The weakness of the kingdom
In the past couple of blog posts, I have talked about the weakness of the kingdom of God. By this I mean, the kingdom that Jesus proclaimed and inaugurated was a kingdom that was not impressive or powerful. Jesus came to an inconsequential Jewish backwater province as an itinerant preacher, without status, money or military might. He saw the need of the people, and sought to address it, but his kingdom was sorely understaffed. To the disappointment of his little band of followers, the movement he started did not expel the Roman conquerors. Instead, this humble king was arrested and executed as a criminal by these Romans. His poor, uneducated and apparently unreliable disciples, were deemed incapable of carrying on the vision of this upstart king.
But Jesus’ kingdom proved to be remarkably resilient and defied all expectations. Crucifying the King did not destroy the kingdom. In fact, the King’s power to save his people was actually expressed in his moment of greatest weakness.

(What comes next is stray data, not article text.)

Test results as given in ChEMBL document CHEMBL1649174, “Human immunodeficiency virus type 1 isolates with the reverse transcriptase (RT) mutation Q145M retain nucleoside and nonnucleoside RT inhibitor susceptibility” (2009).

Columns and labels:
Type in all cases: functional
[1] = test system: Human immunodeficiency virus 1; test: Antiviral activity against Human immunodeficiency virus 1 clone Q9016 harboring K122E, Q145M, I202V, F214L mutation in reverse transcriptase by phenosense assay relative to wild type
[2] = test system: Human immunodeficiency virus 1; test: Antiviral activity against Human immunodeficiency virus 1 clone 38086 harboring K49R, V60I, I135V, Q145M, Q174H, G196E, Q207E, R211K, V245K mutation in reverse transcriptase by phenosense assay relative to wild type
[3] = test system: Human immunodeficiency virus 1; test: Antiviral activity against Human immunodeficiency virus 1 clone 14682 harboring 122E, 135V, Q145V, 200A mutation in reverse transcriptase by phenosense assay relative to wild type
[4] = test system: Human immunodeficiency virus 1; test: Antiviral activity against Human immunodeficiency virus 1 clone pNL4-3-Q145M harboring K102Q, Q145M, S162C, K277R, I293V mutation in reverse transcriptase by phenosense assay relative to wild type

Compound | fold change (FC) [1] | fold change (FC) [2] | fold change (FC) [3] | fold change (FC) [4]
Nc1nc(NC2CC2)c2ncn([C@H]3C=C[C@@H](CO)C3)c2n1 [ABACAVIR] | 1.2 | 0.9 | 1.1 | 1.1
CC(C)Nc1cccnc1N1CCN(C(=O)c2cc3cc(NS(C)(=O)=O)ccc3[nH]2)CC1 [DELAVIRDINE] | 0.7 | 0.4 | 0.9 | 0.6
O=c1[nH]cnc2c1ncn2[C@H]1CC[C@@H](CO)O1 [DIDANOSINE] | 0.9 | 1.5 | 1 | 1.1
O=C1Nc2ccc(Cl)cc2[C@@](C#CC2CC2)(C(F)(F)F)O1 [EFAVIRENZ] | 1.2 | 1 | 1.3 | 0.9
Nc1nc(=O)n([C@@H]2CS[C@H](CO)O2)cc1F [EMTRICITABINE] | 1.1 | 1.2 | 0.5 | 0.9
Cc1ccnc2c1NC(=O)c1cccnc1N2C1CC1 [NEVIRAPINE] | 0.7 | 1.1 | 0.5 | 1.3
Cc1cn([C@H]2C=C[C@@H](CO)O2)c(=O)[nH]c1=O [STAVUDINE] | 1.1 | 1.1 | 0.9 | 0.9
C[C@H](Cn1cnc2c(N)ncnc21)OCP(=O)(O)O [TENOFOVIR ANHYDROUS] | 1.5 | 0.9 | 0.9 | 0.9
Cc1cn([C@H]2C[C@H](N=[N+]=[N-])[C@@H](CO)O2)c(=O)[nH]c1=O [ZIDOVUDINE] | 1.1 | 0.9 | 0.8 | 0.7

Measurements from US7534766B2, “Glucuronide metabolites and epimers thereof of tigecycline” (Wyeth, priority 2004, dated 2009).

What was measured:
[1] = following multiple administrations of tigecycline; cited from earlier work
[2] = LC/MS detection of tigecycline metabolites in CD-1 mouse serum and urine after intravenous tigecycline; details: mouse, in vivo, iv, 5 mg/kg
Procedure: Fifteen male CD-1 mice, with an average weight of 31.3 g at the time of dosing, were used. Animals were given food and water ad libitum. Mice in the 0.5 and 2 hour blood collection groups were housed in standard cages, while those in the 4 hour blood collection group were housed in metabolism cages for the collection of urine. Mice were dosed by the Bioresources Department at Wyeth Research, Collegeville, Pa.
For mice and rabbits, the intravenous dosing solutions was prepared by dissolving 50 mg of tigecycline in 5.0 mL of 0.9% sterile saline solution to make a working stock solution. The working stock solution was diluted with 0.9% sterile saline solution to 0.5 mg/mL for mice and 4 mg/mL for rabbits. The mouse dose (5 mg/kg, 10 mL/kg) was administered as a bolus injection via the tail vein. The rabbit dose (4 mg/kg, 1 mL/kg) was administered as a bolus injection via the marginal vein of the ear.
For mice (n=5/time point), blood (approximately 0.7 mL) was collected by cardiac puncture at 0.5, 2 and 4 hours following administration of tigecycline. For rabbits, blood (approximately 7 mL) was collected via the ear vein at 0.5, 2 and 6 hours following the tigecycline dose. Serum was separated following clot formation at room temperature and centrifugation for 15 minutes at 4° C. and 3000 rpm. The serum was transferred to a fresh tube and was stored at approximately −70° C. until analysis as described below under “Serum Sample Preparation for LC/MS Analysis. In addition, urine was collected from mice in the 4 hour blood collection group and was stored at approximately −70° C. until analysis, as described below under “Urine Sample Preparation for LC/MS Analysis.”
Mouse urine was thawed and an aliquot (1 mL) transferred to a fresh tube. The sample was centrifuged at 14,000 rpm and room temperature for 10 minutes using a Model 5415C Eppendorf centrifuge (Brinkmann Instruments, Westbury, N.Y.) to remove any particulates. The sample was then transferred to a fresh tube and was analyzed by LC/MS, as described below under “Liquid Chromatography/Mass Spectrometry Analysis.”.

The cross is not contrary to this King and kingdom, but the center of it. This King has power, but it is a paradoxical power, one of suffering and weakness.Patrick Schreiner, The Kingdom of God and the Glory of the Cross, p. 153.
But this principle of paradoxical power expressed through weakness is not only seen in Jesus. For many years, I have marveled at Paul’s characterization of his own ministry. On the one hand, he describes his apostolic calling and ministry in the most glorious terms. He compares what he is doing by the Spirit with what Moses did – and Moses comes in a distant second! See 2 Corinthians 3:6-11.
On the other hand, he describes himself as coming in weakness.
I came to you in weakness with great fear and trembling.1 Corinthians 2:3
In the same vein, Paul frequently and at some length talks about the trials and hardships of his ministry (2 Cor 4:8-11, 6:4-10, 11:23-29). They almost overwhelm him at times (2 Cor 1:8). His thorn in the flesh will not go away, despite his fervent prayers.